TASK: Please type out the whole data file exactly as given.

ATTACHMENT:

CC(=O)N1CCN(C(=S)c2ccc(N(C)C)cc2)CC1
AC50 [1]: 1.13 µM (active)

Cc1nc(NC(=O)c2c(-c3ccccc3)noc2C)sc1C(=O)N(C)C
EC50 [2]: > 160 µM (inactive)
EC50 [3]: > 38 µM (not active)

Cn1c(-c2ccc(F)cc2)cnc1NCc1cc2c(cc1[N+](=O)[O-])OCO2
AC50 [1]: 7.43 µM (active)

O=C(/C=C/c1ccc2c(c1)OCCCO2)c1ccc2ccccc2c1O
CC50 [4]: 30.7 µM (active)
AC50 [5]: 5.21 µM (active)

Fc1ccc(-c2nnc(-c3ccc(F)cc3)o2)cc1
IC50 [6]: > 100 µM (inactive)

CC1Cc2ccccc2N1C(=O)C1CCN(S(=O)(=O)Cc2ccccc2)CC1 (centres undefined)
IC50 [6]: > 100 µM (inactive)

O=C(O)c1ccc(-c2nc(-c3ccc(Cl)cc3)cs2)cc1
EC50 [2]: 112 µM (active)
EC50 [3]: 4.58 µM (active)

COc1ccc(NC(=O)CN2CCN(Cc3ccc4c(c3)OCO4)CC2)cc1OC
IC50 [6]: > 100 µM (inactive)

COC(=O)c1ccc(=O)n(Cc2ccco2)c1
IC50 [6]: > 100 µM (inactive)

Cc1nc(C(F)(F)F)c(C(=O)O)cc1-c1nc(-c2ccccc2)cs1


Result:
CC(=O)N1CCN(C(=S)c2ccc(N(C)C)cc2)CC1
AC50 [1]: 1.13 µM (active)

Cc1nc(NC(=O)c2c(-c3ccccc3)noc2C)sc1C(=O)N(C)C
EC50 [2]: > 160 µM (inactive)
EC50 [3]: > 38 µM (not active)

Cn1c(-c2ccc(F)cc2)cnc1NCc1cc2c(cc1[N+](=O)[O-])OCO2
AC50 [1]: 7.43 µM (active)

O=C(/C=C/c1ccc2c(c1)OCCCO2)c1ccc2ccccc2c1O
CC50 [4]: 30.7 µM (active)
AC50 [5]: 5.21 µM (active)

Fc1ccc(-c2nnc(-c3ccc(F)cc3)o2)cc1
IC50 [6]: > 100 µM (inactive)

CC1Cc2ccccc2N1C(=O)C1CCN(S(=O)(=O)Cc2ccccc2)CC1 (centres undefined)
IC50 [6]: > 100 µM (inactive)

O=C(O)c1ccc(-c2nc(-c3ccc(Cl)cc3)cs2)cc1
EC50 [2]: 112 µM (active)
EC50 [3]: 4.58 µM (active)

COc1ccc(NC(=O)CN2CCN(Cc3ccc4c(c3)OCO4)CC2)cc1OC
IC50 [6]: > 100 µM (inactive)

COC(=O)c1ccc(=O)n(Cc2ccco2)c1
IC50 [6]: > 100 µM (inactive)

Cc1nc(C(F)(F)F)c(C(=O)O)cc1-c1nc(-c2ccccc2)cs1